Will the Honda Civic Type R Become a Future Classic Car?

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Just two years after the original NSX was released, Honda launched a lighter, stiffer version for the Japanese market which was more at home on the track than on the road. It was named the NSX Type R (or NSX-R), and was the first road car to wear the Type R badge.

In the following years the badge started appearing on a number of other models in the Honda range, including the Integra, Accord, and in 1997 the Civic EK9 (another Japan-only model). It wasn’t until 2001 that Europeans would be able to buy a Civic Type R (the EP3), and what a surprise there was in store.


The EP3 Civic Type R was built in the UK, and featured a 2-litre VTEC engine producing 197bhp, with a 0-60 time of around 6.6 seconds. The chassis was rigid and it was light and agile in the bends. The free-revving engine and close-ratio six speed transmission meant an intense driving experience from the get-go.

Honda had hit the jackpot, and the Type R was voted ‘Hot Hatch of the Year’ by several publications, including Top Gear, What Car?, and Fifth Gear. But could they bring the Type R brand to the mainstream?


Despite the racing layout, including sports seats and a dash-mounted gearstick, the interior was surprisingly spacious which made it practical enough for everyday use. It was bigger than some of its rivals at the time, such as the Clio 172 and the MG ZR 160, and cheaper to buy and insure than many of them too.

Honda Type R cars had previously been for hard-core petrol-heads, but the introduction of the EP3 bought the Type R to a whole new market. The VTEC engine meant you could pootle around town without raising an eyebrow, but the moment you got out into the countryside and hit 5,500 revs, all hell would break loose.

It quickly became clear that it was going to be incredibly popular with the younger generation, and around 18,000 were sold to the UK market, making it one of the most beloved hot-hatches of the early 2000s.


Unfortunately many EP3 Civic Type Rs were modified, making the second-hand market in later years a bit of a minefield. We can’t let that detract from what this car was though; it was perfectly targeted at those who wanted a racing experience from their everyday car.

Production lasted until 2005, and in 2006 it was replaced by the FN2 Civic Type R. The FN2 was bigger, heavier, and had only one more horsepower than the EP3. Jeremy Clarkson famously branded the FN2 as “absolutely hopeless” in his Top Gear review at the time, whilst demonstrating that it was slower on the track than its predecessor.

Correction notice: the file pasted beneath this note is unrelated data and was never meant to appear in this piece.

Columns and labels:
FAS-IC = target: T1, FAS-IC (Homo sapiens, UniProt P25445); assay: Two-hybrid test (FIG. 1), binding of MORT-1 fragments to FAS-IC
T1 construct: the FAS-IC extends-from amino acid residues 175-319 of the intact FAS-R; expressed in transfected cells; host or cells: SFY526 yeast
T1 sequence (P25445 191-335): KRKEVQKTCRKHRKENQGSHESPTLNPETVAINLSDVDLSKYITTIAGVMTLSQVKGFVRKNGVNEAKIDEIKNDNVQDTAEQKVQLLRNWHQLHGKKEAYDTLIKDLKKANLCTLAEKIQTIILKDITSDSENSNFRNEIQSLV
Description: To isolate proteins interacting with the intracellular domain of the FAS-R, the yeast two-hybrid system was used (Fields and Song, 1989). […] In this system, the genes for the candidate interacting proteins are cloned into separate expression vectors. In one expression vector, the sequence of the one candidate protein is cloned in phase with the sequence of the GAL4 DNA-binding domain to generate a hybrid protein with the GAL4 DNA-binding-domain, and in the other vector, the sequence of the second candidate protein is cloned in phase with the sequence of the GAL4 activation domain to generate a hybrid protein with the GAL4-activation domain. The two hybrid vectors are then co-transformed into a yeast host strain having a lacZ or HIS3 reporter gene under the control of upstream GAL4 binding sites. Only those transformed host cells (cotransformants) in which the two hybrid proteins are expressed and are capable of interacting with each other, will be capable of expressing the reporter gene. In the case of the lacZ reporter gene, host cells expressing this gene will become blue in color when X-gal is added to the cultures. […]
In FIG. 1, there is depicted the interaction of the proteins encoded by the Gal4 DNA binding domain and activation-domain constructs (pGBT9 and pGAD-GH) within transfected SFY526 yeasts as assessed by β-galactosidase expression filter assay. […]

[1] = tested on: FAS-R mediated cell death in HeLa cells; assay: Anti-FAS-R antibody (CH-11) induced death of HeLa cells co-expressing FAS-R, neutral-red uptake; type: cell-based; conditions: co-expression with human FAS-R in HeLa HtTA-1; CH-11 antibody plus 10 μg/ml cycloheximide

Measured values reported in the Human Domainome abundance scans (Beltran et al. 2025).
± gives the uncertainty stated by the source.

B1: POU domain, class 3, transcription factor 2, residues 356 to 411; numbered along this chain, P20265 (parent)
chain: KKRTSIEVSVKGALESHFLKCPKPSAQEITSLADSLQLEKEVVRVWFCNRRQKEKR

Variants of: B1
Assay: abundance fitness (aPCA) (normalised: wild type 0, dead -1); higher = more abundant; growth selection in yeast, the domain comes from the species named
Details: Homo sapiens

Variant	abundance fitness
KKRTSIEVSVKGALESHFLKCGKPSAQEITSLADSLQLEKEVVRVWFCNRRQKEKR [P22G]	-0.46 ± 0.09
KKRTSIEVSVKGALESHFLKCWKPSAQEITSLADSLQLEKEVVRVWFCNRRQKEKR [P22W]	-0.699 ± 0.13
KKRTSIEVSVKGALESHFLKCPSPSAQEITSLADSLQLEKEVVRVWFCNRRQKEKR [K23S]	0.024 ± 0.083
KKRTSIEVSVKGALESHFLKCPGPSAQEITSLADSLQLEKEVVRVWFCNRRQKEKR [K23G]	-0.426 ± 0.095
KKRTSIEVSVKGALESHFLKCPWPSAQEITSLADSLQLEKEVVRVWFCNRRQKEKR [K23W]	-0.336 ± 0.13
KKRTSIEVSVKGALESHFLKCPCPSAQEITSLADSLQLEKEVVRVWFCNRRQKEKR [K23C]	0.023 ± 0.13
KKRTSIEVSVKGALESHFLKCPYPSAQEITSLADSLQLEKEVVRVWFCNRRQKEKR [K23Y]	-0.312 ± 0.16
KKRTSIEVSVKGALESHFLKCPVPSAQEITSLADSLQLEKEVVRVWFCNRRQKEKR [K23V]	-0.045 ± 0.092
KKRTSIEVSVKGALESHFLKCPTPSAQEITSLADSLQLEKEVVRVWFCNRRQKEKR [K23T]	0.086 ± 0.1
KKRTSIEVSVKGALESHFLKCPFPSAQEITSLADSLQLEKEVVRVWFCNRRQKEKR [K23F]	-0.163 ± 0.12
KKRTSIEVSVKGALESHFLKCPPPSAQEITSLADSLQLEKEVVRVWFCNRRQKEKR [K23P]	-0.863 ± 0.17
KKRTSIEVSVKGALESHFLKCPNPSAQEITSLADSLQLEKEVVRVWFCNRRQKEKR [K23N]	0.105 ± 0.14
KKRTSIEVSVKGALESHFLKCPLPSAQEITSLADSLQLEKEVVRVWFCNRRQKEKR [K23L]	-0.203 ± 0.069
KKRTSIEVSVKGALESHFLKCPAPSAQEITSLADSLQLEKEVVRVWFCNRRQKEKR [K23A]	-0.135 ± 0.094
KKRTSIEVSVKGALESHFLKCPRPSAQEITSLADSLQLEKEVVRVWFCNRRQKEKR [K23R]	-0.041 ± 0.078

Two Honda Civic Type Rs (FN2)
Honda Civic Type R (FN2)

Nowadays Type R is an illustrious sub-brand in itself, and Honda continue to produce new models on a regular basis. Today’s Civic Type R is a love-it or hate-it car, but all of this stemmed from the impact that the EP3 had on the market back in the early 2000s.

Will it be a future classic?


There were around 35,000 of these built, with 18,000 being sold into the UK market, and 12,000 of those in the UK remain on the roads today. It’s not the rarest car we’ve ever reviewed, but by now a large proportion of those 12,000 are not in good enough condition to warrant an investment, giving the cleaner, low-mileage models an air of exclusivity.


The so called ‘Breadvan’ Civic was a bit more civilised than the Type Rs we see from Honda today. No crazy spaceship-esque styling, just a nice set of alloys, sporty interior, and some tasteful bodywork improvements.

The standard EP3 Civic was certainly never a looker, so Honda did a pretty good job of turning the Type R into something that appeared a bit sportier.

Running costs

Honda has a great reputation for reliability, and the Civic Type R is no different. Many will have been driven hard, but that’s what they were built to do.

You’ll still need to do your due-diligence in reviewing the paperwork and service history records though. Look out for timing chain and steering rack issues, and check the oil change frequency as a key indicator of how well they’ve been looked after.

Game changer?

For the Type R brand, absolutely. The EP3 Civic Type R helped reinvigorate Honda’s motorsport prowess amongst the general car-buying public, and built a reputation that still stands today. Honda Type R would not be where it is now without the EP3 Civic.

Time to buy?

It’s a car that’s been affordable for a number of years now, but the asking prices for top-end examples are starting to creep up. For a low-mileage, well cared for car you could be looking at over £6k.

Lesser examples are available for just a few thousand pounds, but we think it’s worth parting with a bit of extra cash now to maximise potential gains later on.


We love it, and we think it’s got great potential. It’s still affordable, and we think prices for the best examples will keep rising. This truly is a hot-hatch that you can use every day, and it may still net you a profit when you come to sell it… the best combination for any car-loving investor.

If you’re thinking of buying, you’d be wise to avoid cars at the lower end of the market in favour of ones with a full service history and lower mileage. Overall, an entertaining, fun, and sporty modern classic.

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Adam Chinn writes about the intersecting worlds of classic cars, driving pleasure, and smart investment strategies. Starting his journey at 26, he’s proven that one doesn’t need to be wealthy to begin investing in classic cars.

Adam’s insights have been recognized on platforms such as MoneyInc, Swagger Magazine, and Top Speed.

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